Little apple of my eye – the Manzanilla olive (or there's something about Mary)

Having been fortunate to spend a week in Almeria emptying the Med of fish and seafood I reflected more than once how often our national perception serves to distort our consumption. I was watching the kids attack a huge polpo parrillada, a grilled octopus leg or arm [they have two arms and six legs, no idea how to tell the difference], playing with the suckers to see if they stuck to my wine glass and generally having a whale of a time. This was in stark contrast to my learned colleague who basically freaked out a week earlier when tasting a tiny octopus tentacle in a seafood antipasti and twenty minutes later was wolfing down highly processed hot dogs of questionable quality, origin and ingredients. A
 portion of tuna arrived shortly after which my daughter was convinced she had eaten many times with her childminder and would be grey and flaky. It wasn't but she just got on with scoffing it, the salt flakes helped.

In the UK we can be quite squeamish about eating things which look like the thing we are eating; many of my colleagues and friends prefer headless, tailess and boneless animal parts whereas i look to see what i'm eating.

Along with this aversion come the other 'smoke and mirrors' of shape changing and processing beyond recognition and masking of true flavours, if we laid out the ingredients of said Hot Dog cooked separately I’m not sure many people would be up to that “bushtucker” challenge.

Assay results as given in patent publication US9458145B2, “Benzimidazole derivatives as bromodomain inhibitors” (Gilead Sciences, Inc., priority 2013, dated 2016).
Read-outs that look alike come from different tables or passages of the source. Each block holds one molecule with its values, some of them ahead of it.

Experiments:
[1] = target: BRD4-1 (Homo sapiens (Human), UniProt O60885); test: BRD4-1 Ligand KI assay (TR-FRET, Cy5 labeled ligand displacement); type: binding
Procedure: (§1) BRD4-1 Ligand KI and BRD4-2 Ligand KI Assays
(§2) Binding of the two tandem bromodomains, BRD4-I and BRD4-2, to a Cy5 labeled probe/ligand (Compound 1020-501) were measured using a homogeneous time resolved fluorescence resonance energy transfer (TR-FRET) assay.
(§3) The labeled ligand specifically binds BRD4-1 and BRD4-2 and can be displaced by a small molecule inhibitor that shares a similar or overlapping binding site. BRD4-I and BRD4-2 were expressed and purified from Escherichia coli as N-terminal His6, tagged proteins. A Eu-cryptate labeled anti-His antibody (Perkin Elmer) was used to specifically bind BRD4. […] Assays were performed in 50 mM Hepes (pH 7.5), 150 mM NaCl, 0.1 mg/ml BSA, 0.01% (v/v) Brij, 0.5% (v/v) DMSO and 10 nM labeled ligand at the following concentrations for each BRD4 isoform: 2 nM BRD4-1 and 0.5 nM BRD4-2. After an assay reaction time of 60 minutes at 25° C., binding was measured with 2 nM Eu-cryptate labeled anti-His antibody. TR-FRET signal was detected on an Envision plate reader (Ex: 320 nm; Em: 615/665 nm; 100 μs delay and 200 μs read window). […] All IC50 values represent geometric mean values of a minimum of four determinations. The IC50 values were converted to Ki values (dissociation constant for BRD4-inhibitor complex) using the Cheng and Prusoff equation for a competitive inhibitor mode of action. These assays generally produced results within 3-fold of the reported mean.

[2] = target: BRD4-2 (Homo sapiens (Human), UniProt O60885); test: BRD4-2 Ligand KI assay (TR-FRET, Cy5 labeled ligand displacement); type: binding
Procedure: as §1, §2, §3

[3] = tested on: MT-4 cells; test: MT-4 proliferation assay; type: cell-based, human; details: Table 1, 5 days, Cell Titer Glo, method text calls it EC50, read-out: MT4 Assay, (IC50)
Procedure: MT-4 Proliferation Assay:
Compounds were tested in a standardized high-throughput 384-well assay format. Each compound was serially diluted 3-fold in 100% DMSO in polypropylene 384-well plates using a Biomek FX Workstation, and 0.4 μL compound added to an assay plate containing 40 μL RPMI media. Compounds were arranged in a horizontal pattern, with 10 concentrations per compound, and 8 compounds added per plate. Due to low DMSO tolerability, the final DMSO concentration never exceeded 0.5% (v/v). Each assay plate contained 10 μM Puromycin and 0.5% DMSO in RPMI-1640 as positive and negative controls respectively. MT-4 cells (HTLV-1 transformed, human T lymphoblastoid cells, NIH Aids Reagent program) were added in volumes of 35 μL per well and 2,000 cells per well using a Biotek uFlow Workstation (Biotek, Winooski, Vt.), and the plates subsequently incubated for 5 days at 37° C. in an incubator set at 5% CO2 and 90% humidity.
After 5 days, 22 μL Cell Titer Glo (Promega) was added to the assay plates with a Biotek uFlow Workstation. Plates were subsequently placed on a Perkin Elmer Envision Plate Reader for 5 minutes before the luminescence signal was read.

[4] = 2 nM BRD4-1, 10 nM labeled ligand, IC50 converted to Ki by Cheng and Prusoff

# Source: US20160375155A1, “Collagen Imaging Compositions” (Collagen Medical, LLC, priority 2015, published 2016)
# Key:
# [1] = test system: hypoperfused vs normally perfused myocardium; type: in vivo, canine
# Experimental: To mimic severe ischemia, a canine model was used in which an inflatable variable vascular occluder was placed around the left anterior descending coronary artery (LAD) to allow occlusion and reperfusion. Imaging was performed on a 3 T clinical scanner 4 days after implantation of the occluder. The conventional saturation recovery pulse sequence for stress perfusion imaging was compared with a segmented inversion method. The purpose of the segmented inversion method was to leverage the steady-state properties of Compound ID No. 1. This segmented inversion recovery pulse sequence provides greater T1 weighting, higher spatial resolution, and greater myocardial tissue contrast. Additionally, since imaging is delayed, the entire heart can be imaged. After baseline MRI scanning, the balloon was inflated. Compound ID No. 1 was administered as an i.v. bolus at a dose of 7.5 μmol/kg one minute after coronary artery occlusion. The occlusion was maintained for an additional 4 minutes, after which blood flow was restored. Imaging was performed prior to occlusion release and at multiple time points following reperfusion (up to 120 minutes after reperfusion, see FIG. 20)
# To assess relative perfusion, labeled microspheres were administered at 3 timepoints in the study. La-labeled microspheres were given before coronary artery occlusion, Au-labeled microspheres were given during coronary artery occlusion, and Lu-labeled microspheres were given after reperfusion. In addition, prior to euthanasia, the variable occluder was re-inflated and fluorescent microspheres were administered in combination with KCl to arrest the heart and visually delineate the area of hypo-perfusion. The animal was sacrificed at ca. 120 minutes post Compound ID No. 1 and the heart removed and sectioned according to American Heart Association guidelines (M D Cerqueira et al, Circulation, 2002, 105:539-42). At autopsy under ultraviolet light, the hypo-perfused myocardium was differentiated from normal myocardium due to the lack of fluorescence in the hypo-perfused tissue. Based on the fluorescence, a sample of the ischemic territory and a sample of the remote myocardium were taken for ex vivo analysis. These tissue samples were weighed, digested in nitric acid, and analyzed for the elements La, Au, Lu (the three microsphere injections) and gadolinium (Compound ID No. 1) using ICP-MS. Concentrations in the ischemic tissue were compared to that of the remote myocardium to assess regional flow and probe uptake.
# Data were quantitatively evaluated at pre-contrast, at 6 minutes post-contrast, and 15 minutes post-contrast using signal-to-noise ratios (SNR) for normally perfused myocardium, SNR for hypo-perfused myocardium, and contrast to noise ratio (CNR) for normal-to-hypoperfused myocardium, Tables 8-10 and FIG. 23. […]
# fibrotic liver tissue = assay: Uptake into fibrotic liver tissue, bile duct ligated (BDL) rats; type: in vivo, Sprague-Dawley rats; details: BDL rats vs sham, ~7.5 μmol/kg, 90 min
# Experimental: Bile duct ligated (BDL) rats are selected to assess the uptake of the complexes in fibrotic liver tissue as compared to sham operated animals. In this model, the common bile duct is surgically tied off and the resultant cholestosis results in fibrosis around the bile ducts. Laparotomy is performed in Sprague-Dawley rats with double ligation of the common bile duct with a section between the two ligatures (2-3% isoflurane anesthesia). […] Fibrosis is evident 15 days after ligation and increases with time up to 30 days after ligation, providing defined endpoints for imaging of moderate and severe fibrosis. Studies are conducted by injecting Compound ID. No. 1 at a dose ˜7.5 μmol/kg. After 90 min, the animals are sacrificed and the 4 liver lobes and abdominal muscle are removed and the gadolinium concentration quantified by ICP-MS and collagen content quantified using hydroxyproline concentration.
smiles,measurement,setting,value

In a somewhat tenuous link I thought of dyed black olives which I consider a crime against gastronomy and, as the sun was shining too much on my head, my mind wandered through various dehydrated states coming to rest on the idea that this aversion extends increasingly also to tasting of olives. Wild and wacky flavours are applied which overwhelm the nature and flavour of the ingredient “because people don’t like the taste of olives”. This goes some way to explaining the rise and rise of the middle of the road generic sweet green olive, which in fairness can be more suited to wine especially white, as they don’t exhibit strong clashy flavours.

Juxtaposed with this trend we find that increasingly exotic olive varietals are required to satisfy our seemingly insatiable desire for novelty. The final resting place of this beer induced thought meander was the idea that if manzanilla [which translates as little apple] olives were priced exorbitantly they would probably be greatly appreciated rather than overlooked or considered as mere carriers of fashionable flavours, lately booze. They are sour, salty, delicious, texturally magnificent, just the right size, lacking bitterness and although not glamourous or mysterious in the way of Gaeta or Noire de Nyons they are every bit as good [especially with beer]. I recall a similarly sentiment in one of the Leon cookbooks that white mushrooms are hugely undervalued and would be treated with much greater respect were they to command a high price. Perhaps this is why almost every Spanish tapas bar and restaurant offers a simple bowl of manzanillas to accompany a cold beer, and from now on I will as well.